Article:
*Clear path towards a low-carbon future (emissions neutrality by second half of century in text)
*Five yearly updates (is in the text)
*Strong package of financial support for developing nations ($100 billion per year plus scale up after 2020 is an option in the text – could be removed) http://www.heraldsun.com.au/news/breaking-news/aust-not-yet-welcome-in-climate-alliance/news-story/f7812eb6755851c7cc8ecd71ae9ca55f
Australia unlikely to join climate coalition, Sky News, 11 December 2015 Canada has joined a new coalition of 100 countries calling for an ambitious agreement at major climate talks in Sky News alia is unlikely to add its name to the list.
Some predict the new ‘high ambition coalition’ could be a significant force in the negotiations, with a majority of nations – from the richest to the poorest – involved.
Australia, while supporting its intention, hasn’t joined.
The 100 countries, including the United States, are demanding a reference to limiting global warming to 1.5C, five-yearly reviews and a pathway to low carbon.
It also wants adequate financing for poor countries.
Marshall Islands Foreign Minister Tony de Brum urged more countries to join while revealing the coalition on Wednesday night.
Canada’s environment and climate change minister Catherine McKenna took up that offer the following day, despite not initially being on the list.
Australia is understood to agree with the group’s goals but wants to focus its energy elsewhere…….http://www.skynews.com.au/news/top-stories/2015/12/11/-difficulties–in-climate-talks–hollande.html
Even If Paris Climate Talks Succeed, Pacific Islanders Will Be Looking For New Homes, New Matilda, By Thom Mitchell on December 4, 2015 Australia’s Pacific Island neighbours already face poverty, and soon they’ll be facing even worse. Thom Mitchell reports from Paris.
More than 70 per cent of households in the Pacific Islands of Tuvalu and Kiribati to Australia’s north east say they’re likely to migrate if the impacts of climate change become any worse than they already are, according to research presented in Paris at a global summit on climate change yesterday.
Climate change already exists as a key driver of migration in the region, according to the study presented by the United Nations University’s Dr Koko Warner, which found it motivating 23 per cent of Kiribati’s migration and eight per cent of Tuvalu’s.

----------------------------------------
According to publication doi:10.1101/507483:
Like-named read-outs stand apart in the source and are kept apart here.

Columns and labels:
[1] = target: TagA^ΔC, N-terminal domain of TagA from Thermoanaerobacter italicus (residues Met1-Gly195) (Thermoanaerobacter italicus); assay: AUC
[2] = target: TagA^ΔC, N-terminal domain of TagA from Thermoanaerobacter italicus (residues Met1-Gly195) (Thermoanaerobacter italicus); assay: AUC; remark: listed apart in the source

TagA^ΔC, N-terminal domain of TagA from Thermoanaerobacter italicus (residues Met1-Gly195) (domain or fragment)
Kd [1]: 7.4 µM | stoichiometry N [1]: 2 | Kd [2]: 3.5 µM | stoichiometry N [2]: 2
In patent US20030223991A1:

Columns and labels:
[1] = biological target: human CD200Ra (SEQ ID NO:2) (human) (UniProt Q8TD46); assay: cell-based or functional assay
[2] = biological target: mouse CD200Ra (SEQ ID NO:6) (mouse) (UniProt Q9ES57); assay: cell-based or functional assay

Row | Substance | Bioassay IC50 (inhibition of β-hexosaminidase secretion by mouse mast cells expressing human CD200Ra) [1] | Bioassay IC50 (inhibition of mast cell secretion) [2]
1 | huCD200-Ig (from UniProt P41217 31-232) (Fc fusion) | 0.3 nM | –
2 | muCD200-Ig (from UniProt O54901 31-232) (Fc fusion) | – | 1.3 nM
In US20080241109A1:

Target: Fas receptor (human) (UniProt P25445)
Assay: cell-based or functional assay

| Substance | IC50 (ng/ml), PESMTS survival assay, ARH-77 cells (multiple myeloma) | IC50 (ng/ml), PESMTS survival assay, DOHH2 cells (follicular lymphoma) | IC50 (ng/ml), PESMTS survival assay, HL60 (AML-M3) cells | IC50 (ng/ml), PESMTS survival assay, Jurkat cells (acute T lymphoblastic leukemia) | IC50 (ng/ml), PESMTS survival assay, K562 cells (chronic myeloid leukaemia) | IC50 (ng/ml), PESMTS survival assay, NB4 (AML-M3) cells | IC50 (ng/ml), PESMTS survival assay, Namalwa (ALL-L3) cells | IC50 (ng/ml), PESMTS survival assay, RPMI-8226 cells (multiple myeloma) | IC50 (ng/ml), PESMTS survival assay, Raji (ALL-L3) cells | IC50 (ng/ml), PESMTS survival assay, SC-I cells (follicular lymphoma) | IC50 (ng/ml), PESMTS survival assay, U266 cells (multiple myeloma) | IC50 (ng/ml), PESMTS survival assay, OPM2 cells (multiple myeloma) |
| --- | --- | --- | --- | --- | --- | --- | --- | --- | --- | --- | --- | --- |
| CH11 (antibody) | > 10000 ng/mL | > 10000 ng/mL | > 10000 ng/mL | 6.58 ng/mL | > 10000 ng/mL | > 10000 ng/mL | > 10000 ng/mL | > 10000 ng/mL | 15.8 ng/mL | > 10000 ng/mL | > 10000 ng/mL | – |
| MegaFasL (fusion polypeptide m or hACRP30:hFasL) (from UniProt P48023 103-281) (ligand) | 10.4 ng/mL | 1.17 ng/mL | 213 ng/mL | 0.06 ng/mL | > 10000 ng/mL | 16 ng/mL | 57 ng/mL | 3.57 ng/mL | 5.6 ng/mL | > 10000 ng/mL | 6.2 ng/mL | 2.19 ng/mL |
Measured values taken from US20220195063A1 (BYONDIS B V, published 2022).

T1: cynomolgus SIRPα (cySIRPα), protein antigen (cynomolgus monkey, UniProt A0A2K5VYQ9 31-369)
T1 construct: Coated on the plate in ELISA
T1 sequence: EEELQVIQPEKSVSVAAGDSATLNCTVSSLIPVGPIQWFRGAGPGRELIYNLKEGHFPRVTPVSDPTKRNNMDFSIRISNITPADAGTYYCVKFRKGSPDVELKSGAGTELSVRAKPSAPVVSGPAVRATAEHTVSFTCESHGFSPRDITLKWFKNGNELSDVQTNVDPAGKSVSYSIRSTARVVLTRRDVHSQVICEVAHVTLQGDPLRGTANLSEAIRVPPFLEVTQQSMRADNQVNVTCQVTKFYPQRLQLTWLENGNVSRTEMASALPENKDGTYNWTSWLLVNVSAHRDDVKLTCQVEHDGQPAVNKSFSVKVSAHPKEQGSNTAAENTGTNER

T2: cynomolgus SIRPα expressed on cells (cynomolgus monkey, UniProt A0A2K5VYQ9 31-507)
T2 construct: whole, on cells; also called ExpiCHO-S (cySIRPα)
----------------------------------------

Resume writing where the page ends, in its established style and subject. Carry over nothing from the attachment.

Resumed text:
In Nauru – an island nation Australia uses to arbitrarily and indefinitely detain many of its asylum seekers – more than 40 per cent of households said they feel migration would be their likely response if sea level rise or flooding worsened.
All three islands are extremely vulnerable to the climate change impacts like sea level rise, saltwater intrusion, and storm surges, and the survey of more than 7,000 people across the three countries found that climate change was already affecting agriculture and fish stocks, and reclaiming or spoiling land. Continue reading
http://www.abc.net.au/worldtoday/content/2015/s4363307.htmTANYA PLIBERSEK: This is pretty rich considering that we have actually cut funding to countries like Kiribati that are currently struggling with climate change and adaptation and mitigation.
In fact we’ve cut $2.5 million from Kiribati. It’s plain too that there is no new money here, we are talking about redirecting some of the existing aid budget, which, as I said, is already much depleted.
ELEANOR HALL: The leader of the Australian Greens has accused the Federal Government of a paltry effort at the Paris climate conference. Richard di Natale says the $1 billion that the Government is promising to help Pacific nations should not be being diverted from the foreign aid budget.
In Canberra, political correspondent Louise Yaxley reports.
LOUISE YAXLEY: In Paris, Malcolm Turnbull has promised more money for innovation by signing up with other countries for a plan to double investment in clean energy over the next five years.
Many of the details of where that money will go will be spelled out in the innovation statement next week.
Labor’s deputy leader Tanya Plibersek says that does not match up with the Government’s recent actions.
TANYA PLIBERSEK: Now it seems that the Prime Minister is talking about innovation in the area of climate change. Well this is pretty ironic from a government that has halved the funding of the Australian Renewable Energy Agency, sought to abolish ARENA, abolish the Clean Energy Finance Corporation and abolish the Climate Change Authority.
LOUISE YAXLEY: Mr Turnbull has also promised to spend at least a billion over the next five years from the existing aid budget to help small Pacific nations adapt to climate change and to reduce emissions.
The Foreign Minister Julie Bishop defended the age budget being used that way when interviewed on AM.